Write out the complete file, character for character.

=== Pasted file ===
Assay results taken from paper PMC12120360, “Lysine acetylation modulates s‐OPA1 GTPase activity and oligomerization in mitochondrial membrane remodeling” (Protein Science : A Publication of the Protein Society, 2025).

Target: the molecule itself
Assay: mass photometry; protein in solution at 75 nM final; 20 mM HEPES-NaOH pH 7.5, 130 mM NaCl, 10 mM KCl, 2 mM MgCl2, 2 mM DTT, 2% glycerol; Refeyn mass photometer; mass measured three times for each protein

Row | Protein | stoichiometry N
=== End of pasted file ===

Assay results taken from paper PMC12120360, “Lysine acetylation modulates s‐OPA1 GTPase activity and oligomerization in mitochondrial membrane remodeling” (Protein Science : A Publication of the Protein Society, 2025).

Target: the molecule itself
Assay: mass photometry; protein in solution at 75 nM final; 20 mM HEPES-NaOH pH 7.5, 130 mM NaCl, 10 mM KCl, 2 mM MgCl2, 2 mM DTT, 2% glycerol; Refeyn mass photometer; mass measured three times for each protein

Row | Protein | stoichiometry N